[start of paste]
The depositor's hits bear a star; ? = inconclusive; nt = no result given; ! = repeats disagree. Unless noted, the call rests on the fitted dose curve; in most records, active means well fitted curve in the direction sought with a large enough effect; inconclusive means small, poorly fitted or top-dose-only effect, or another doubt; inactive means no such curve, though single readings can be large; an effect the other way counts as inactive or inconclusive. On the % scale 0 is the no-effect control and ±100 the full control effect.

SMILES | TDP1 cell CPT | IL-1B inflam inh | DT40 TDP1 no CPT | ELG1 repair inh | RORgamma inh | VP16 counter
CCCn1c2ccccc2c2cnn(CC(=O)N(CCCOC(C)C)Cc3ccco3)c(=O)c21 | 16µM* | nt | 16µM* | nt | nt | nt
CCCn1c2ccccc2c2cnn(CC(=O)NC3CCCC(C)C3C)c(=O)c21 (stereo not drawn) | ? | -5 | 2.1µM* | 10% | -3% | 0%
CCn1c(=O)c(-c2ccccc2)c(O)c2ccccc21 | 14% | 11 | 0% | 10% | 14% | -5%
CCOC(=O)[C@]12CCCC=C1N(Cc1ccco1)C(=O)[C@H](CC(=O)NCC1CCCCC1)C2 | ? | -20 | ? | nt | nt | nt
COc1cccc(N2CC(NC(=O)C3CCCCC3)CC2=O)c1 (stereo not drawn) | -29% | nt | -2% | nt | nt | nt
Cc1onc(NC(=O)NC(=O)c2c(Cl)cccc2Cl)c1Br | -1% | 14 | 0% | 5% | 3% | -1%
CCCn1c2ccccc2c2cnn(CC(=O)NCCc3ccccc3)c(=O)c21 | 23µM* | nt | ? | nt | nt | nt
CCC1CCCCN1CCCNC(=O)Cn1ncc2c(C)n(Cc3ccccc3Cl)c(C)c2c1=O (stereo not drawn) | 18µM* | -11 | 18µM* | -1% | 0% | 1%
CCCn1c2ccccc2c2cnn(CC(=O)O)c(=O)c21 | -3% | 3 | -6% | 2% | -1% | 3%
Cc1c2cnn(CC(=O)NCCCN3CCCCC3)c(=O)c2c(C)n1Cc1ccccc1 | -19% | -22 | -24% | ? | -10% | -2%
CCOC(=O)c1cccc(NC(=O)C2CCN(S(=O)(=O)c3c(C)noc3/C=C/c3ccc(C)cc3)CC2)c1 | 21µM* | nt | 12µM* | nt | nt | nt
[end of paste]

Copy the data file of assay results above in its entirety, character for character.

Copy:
The depositor's hits bear a star; ? = inconclusive; nt = no result given; ! = repeats disagree. Unless noted, the call rests on the fitted dose curve; in most records, active means well fitted curve in the direction sought with a large enough effect; inconclusive means small, poorly fitted or top-dose-only effect, or another doubt; inactive means no such curve, though single readings can be large; an effect the other way counts as inactive or inconclusive. On the % scale 0 is the no-effect control and ±100 the full control effect.

SMILES | TDP1 cell CPT | IL-1B inflam inh | DT40 TDP1 no CPT | ELG1 repair inh | RORgamma inh | VP16 counter
CCCn1c2ccccc2c2cnn(CC(=O)N(CCCOC(C)C)Cc3ccco3)c(=O)c21 | 16µM* | nt | 16µM* | nt | nt | nt
CCCn1c2ccccc2c2cnn(CC(=O)NC3CCCC(C)C3C)c(=O)c21 (stereo not drawn) | ? | -5 | 2.1µM* | 10% | -3% | 0%
CCn1c(=O)c(-c2ccccc2)c(O)c2ccccc21 | 14% | 11 | 0% | 10% | 14% | -5%
CCOC(=O)[C@]12CCCC=C1N(Cc1ccco1)C(=O)[C@H](CC(=O)NCC1CCCCC1)C2 | ? | -20 | ? | nt | nt | nt
COc1cccc(N2CC(NC(=O)C3CCCCC3)CC2=O)c1 (stereo not drawn) | -29% | nt | -2% | nt | nt | nt
Cc1onc(NC(=O)NC(=O)c2c(Cl)cccc2Cl)c1Br | -1% | 14 | 0% | 5% | 3% | -1%
CCCn1c2ccccc2c2cnn(CC(=O)NCCc3ccccc3)c(=O)c21 | 23µM* | nt | ? | nt | nt | nt
CCC1CCCCN1CCCNC(=O)Cn1ncc2c(C)n(Cc3ccccc3Cl)c(C)c2c1=O (stereo not drawn) | 18µM* | -11 | 18µM* | -1% | 0% | 1%
CCCn1c2ccccc2c2cnn(CC(=O)O)c(=O)c21 | -3% | 3 | -6% | 2% | -1% | 3%
Cc1c2cnn(CC(=O)NCCCN3CCCCC3)c(=O)c2c(C)n1Cc1ccccc1 | -19% | -22 | -24% | ? | -10% | -2%
CCOC(=O)c1cccc(NC(=O)C2CCN(S(=O)(=O)c3c(C)noc3/C=C/c3ccc(C)cc3)CC2)c1 | 21µM* | nt | 12µM* | nt | nt | nt